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Wizards Glad To Push Back Vacation Plans

By Mike Wise
Washington Post Staff Writer
Friday, April 22, 2005; Page D01

For 15 of the past 16 years, Barry Leibowitz knew the routine: Spring would arrive and so would the atrocious play of Washington's NBA franchise. The shot-clock operator for the Bullets and Wizards since 1988, Leibowitz understood what time it was after his employers were annually eliminated from playoff contention.

"There was an upside in not going to the playoffs," Leibowitz said. "We had the beach to ourselves. We get to go late April, early May. We can walk here, we can run, we can get naked, whatever. June, it's just very different."

At last season's home finale, Etan Thomas and teammates gave their warm-up suits to fans. This year, they'll need them a little longer. (Joel Richardson - The Washington Post)


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If the Washington Wizards' first playoff appearance in eight years has awakened a dormant professional basketball town, it has also culture-shocked an organization unfamiliar with working more than 82 games. Its inglorious postseason drought -- the franchise has hosted one playoff game in 16 years -- may have soured Michael Jordan and many lesser players over a span of nearly two decades. But the consistent losing made company employees very adept at planning and taking vacations.

Take a Wizards player like Steve Blake, who this time last year was riding horseback and scuba diving with his fiancee in St. Lucia. Or Etan Thomas, his dreadlocks flopping in the Jamaican trade winds as his peers vied for the NBA championship. Turks and Caicos Islands are now out for Antawn Jamison and family, at least for a month, as the all-star forward and his teammates continue to win while crippling the Caribbean economy.

One year ago, after a woeful, 25-win season, club president Susan O'Malley instructed her staff to take today off.

"We always took off every Friday after the season ended because we couldn't stand getting the playoff e-mails from the league," O'Malley said. "We'd get the playoff times, dates and conflicts. I used to e-mail back, 'Please take me off your distribution list.' It got to the point where every year we didn't make it, we used to always kid about whether we would get an NIT bid."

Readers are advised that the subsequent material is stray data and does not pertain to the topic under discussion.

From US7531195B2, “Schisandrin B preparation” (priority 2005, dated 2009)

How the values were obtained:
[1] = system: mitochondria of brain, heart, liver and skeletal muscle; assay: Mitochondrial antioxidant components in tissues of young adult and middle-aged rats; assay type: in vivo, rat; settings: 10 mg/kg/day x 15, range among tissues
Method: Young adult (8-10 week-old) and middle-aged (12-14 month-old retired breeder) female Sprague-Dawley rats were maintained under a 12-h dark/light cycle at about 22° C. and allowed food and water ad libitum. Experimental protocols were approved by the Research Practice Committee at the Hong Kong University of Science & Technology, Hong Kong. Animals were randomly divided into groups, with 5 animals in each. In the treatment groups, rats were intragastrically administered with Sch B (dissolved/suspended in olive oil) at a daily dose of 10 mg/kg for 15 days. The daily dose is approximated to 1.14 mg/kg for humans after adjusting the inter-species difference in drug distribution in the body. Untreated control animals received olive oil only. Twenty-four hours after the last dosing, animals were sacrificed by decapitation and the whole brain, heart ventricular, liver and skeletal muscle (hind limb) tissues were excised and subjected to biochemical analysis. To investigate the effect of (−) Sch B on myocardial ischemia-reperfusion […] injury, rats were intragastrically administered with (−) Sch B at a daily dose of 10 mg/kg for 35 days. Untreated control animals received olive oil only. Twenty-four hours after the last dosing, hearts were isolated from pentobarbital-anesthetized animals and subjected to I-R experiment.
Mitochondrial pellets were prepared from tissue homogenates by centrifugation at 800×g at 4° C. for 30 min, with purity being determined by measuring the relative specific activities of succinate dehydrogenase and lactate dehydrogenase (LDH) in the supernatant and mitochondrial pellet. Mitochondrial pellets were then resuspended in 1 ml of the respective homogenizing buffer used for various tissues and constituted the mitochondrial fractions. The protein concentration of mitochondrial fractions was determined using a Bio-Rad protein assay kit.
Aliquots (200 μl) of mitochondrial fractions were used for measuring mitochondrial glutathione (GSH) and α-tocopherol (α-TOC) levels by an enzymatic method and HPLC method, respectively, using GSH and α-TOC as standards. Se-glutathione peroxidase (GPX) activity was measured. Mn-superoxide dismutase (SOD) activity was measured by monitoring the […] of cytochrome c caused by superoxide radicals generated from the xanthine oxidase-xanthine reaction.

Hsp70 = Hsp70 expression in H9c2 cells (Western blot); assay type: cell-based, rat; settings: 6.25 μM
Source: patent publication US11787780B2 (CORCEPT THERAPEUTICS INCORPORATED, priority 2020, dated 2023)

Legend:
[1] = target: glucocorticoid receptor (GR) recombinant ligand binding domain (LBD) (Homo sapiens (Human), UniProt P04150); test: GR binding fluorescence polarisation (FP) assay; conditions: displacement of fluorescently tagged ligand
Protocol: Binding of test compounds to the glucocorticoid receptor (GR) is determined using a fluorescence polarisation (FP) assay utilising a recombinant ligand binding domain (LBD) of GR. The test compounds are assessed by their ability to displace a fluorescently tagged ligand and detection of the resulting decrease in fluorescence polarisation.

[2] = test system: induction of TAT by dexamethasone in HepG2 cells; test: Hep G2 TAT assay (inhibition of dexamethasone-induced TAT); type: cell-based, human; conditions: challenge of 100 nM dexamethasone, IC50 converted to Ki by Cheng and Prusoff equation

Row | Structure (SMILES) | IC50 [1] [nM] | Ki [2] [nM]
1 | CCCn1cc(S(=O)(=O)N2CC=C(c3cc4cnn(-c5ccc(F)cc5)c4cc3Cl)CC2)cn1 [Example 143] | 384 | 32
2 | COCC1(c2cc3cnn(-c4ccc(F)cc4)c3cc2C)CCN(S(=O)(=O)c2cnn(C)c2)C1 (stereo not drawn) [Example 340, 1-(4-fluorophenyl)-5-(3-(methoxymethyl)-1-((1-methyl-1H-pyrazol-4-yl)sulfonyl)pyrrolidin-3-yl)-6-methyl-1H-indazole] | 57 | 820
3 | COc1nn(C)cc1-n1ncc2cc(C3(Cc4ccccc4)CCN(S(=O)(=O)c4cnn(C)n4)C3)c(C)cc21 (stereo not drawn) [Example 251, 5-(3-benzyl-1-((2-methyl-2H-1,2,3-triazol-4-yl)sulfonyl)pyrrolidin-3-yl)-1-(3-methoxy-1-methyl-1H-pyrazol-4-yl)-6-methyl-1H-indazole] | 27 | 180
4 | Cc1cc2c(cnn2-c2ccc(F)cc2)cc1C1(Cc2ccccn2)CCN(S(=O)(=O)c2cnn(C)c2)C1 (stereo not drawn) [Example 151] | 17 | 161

Nowhere will the sense of loss be felt more than Balboa Park, where Gilbert Arenas will miss his annual, Northridge, Calif., pickup game of stragglers, ex-NBA role players and players Arenas refers to as "weak and terrible."

Because the Wizards posted the best record of an Abe Pollin-owned team since 1979, Arenas and his teammates have been conscripted by the NBA to travel to Chicago for Game 1 of the first round of the Eastern Conference playoffs against the Bulls on Sunday at 5:30 p.m. Don MacLean, Pooh Richardson and the Balboa Park crew will have to pick up another player, at least until TNT stops televising Arenas and his team.

"As soon as I get home, my season is with my old neighborhood," the all-star guard said, almost wistfully. "I don't have any hobbies."

Larry Hughes sounded as if he will immensely miss boyhood friends in St. Louis this month. "They would all give it to me for being home," the guard said. "They would get me by saying, 'You've been gone from home all that time and you won 20 games? Paying for trainers, shooting coaches and you win 20 games?' It was rough.

"Meanwhile," Hughes added, "I'm paying for everything. The lights, the heat, the air conditioning, everything."

Coach Eddie Jordan cannot play golf for a month straight, as he did this time last year. Considering just three of his players have ever been to the NBA playoffs -- thus, having had to actually work in April and May -- the Wizards coach is understandably concerned how his team will react to its loss of free time.

"This time of year, there's two ends of the spectrum [to] how you behave," Jordan said. "Your bio clock says you're getting ready for golf, the sun is out, it's warmer, the days are longer, the bloom is on the trees and it's vacation time. Or, like [the New Jersey Nets'] Jason Kidd says, 'It's playoff time.' You've got two extremes, and you're going to be one or the other. It's the first time for us, so how is that bio clock working?"

Logic deems that this a challenging period for the team's players and coaches. For one, quality time in front of the television watching the playoffs will be irretrievably lost.

Yet team employees do take solace in trying to recoup the millions in potential income the organization has lost over the past eight, playoff-less years. One of the franchise's veteran security guards, who demanded anonymity, was quite clear about this fact:

"I don't know how much Mr. Pollin or Chris Webber or Juwan Howard lost in playoff money, but I know I would have liked some of it. Could've helped with the family vacations."

For others, postseason elimination for the Wizards became an annual rite of spring, expected in Washington as much as the cherry and dogwood blossoms.

"I've actually gotten used to the loss of income every late April," said Leibowitz, whose advertising copy chief job in Beltsville accounts for most of his salary.

Leibowitz has been witness to only one playoff game in 16 years -- Jordan and his 1997 champion Bulls swept the franchise in three competitive games. "He buzz-sawed right through us," he said. "I would have loved to give up all that vacation time to see us go late into May."

He may yet get his chance. All about MCI Center last week, lives were altered and vacations preempted as a franchise prepared to finally go overtime.

"You know what's funny?" O'Malley said on the night the Wizards clinched a playoff berth. "We had to print the May calendar this year."


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